There are times when what is bad news for companies is good news for workers. This may be one of those times.
The bad news for businesses is that productivity gains are slowing. The U.S. Bureau of Labor Statistics reported that productivity at non-farm businesses, or output per hour of work, rose only 0.3 percent in 2011. Output rose 2.3 percent over the year, but hours worked went up almost as fast, at about 2 percent.
Companies are simply not getting as much out of their reduced workforce as they did immediately after the recession. U.S. worker productivity rose at an annual rate of 2 percent and 5 percent in 2010 and 2009, respectively.
Economists watch productivity closely because it is the key to raising our living standard over the long run. Incomes in the United States have doubled about every 35 years. We have a much better standard of living than our parents and grandparents.
These gains are because of large increases in productivity. An hour of work today produces much more in goods and services than it used to because we have more capital equipment to work with, like computers, and companies have improved their production processes through just-in-time inventory management and other factors.
The current slowdown in productivity may be good news for the labor market. The unemployment rate in the United States currently stands at 8.2 percent, down from more than 10 percent at the height of the recession. Idaho’s unemployment is below the national average at 8 percent.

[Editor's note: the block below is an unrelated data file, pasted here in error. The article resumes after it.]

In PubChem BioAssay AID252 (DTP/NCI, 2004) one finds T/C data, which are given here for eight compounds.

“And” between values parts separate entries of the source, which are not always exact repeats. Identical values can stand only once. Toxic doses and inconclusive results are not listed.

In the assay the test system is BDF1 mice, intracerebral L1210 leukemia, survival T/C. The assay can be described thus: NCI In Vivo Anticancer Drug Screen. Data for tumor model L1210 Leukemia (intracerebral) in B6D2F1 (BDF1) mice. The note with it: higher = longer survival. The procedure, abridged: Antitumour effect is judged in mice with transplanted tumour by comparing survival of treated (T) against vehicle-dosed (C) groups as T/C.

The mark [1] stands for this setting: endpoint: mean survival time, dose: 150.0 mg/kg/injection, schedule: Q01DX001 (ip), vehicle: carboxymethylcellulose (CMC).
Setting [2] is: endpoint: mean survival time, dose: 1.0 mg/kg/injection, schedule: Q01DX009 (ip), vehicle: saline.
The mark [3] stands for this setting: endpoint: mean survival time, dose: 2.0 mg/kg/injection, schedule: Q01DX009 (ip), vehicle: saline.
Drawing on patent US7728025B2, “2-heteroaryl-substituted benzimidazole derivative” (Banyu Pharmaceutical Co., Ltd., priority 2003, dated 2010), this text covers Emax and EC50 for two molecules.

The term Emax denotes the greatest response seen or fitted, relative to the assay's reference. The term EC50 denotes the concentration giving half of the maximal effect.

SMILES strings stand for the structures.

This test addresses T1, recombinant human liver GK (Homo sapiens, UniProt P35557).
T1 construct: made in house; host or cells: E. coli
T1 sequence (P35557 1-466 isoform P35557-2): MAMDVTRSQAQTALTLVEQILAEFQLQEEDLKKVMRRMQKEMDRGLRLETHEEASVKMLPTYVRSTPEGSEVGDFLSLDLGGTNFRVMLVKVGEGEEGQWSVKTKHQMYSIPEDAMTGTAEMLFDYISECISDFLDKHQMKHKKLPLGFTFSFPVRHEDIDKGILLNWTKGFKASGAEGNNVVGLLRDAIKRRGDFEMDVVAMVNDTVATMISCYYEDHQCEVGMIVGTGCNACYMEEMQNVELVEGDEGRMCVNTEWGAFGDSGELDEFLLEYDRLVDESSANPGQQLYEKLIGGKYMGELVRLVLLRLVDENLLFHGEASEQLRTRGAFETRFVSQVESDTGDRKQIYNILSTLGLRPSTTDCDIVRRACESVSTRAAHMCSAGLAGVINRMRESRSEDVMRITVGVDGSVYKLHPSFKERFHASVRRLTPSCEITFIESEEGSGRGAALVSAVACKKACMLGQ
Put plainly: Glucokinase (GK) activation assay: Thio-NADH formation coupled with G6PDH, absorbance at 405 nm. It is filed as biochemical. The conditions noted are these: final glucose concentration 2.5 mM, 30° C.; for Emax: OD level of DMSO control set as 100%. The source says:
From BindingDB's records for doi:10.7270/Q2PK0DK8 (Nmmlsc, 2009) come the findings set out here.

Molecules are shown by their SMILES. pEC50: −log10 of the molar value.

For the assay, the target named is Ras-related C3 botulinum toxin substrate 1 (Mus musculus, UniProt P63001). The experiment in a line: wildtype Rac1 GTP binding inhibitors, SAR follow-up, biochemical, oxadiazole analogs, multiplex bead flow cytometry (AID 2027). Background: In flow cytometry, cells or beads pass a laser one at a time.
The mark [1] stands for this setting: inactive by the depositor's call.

Meanwhile, the economy continues to grow. The Bureau of Economic Analysis reported that U.S. gross domestic product increased at 2.2 percent in first quarter of this year. A key driver of this increase was a 2.9 percent increase in consumer spending over the same three months.
If employers are only getting small productivity gains out of their current workers while consumers are spending and the economy is growing, they will soon be forced to increase hiring. Unfortunately, no big plans are in the works.
The National Association of Business Economists (NABE) reported in late April that only 39 percent of firms expect hiring will pick over the next six months. This is up from 27 percent in a January report from NABE, but still too low to have much effect on the unemployment rate.
A possible explanation for this is found in the same report. Only 15 percent of the businesses surveyed for the report expect the economy to grow faster than 3 percent over the next year. Overall demand in the economy is simply not strong enough. Normally, the economy grows at 4 percent to 6 percent following a recession.
The slow growth outlook is not likely to be resolved until many political questions are answered. An uncertain outlook for taxes and other political issues is holding back many business owners.
The National Federation for Independent Businesses, a small-business advocacy group, found that 72 percent of small business owners would like to expand over the next few years by adding employees, but cite economic and political uncertainty as an impediment.
Big productivity gains are becoming hard to find so companies are going to need more workers.
But don’t expect this bad news for business to become great news for workers any time soon.
PETER CRABB Professor of finance and economics at Northwest Nazarene University in Nampa